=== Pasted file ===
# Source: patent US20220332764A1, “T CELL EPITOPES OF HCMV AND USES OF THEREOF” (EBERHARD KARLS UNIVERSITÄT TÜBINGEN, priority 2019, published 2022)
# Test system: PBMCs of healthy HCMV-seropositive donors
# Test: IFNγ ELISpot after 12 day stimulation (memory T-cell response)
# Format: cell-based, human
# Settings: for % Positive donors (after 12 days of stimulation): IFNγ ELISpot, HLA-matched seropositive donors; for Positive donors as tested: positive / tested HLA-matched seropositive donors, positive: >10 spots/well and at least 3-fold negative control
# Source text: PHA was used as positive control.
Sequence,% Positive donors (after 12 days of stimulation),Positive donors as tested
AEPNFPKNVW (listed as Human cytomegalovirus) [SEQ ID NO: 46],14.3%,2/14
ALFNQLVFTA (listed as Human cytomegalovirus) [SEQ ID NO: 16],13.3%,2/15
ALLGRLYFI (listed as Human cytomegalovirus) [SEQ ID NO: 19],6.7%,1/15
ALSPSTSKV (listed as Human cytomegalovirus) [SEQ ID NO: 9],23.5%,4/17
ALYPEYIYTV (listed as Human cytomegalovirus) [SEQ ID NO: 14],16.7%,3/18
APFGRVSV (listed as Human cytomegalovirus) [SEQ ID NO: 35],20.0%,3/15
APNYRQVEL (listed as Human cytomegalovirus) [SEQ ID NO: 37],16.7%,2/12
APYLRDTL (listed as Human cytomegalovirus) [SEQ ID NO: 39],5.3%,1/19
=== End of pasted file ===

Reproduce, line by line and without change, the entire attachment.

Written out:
# Source: patent US20220332764A1, “T CELL EPITOPES OF HCMV AND USES OF THEREOF” (EBERHARD KARLS UNIVERSITÄT TÜBINGEN, priority 2019, published 2022)
# Test system: PBMCs of healthy HCMV-seropositive donors
# Test: IFNγ ELISpot after 12 day stimulation (memory T-cell response)
# Format: cell-based, human
# Settings: for % Positive donors (after 12 days of stimulation): IFNγ ELISpot, HLA-matched seropositive donors; for Positive donors as tested: positive / tested HLA-matched seropositive donors, positive: >10 spots/well and at least 3-fold negative control
# Source text: PHA was used as positive control.
Sequence,% Positive donors (after 12 days of stimulation),Positive donors as tested
AEPNFPKNVW (listed as Human cytomegalovirus) [SEQ ID NO: 46],14.3%,2/14
ALFNQLVFTA (listed as Human cytomegalovirus) [SEQ ID NO: 16],13.3%,2/15
ALLGRLYFI (listed as Human cytomegalovirus) [SEQ ID NO: 19],6.7%,1/15
ALSPSTSKV (listed as Human cytomegalovirus) [SEQ ID NO: 9],23.5%,4/17
ALYPEYIYTV (listed as Human cytomegalovirus) [SEQ ID NO: 14],16.7%,3/18
APFGRVSV (listed as Human cytomegalovirus) [SEQ ID NO: 35],20.0%,3/15
APNYRQVEL (listed as Human cytomegalovirus) [SEQ ID NO: 37],16.7%,2/12
APYLRDTL (listed as Human cytomegalovirus) [SEQ ID NO: 39],5.3%,1/19